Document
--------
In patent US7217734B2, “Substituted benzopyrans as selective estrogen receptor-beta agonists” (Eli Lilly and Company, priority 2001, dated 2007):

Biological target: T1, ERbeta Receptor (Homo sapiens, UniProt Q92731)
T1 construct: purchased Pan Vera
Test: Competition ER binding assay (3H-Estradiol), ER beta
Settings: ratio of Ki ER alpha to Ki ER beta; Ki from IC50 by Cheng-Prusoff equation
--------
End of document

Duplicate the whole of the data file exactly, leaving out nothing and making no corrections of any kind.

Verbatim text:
In patent US7217734B2, “Substituted benzopyrans as selective estrogen receptor-beta agonists” (Eli Lilly and Company, priority 2001, dated 2007):

Biological target: T1, ERbeta Receptor (Homo sapiens, UniProt Q92731)
T1 construct: purchased Pan Vera
Test: Competition ER binding assay (3H-Estradiol), ER beta
Settings: ratio of Ki ER alpha to Ki ER beta; Ki from IC50 by Cheng-Prusoff equation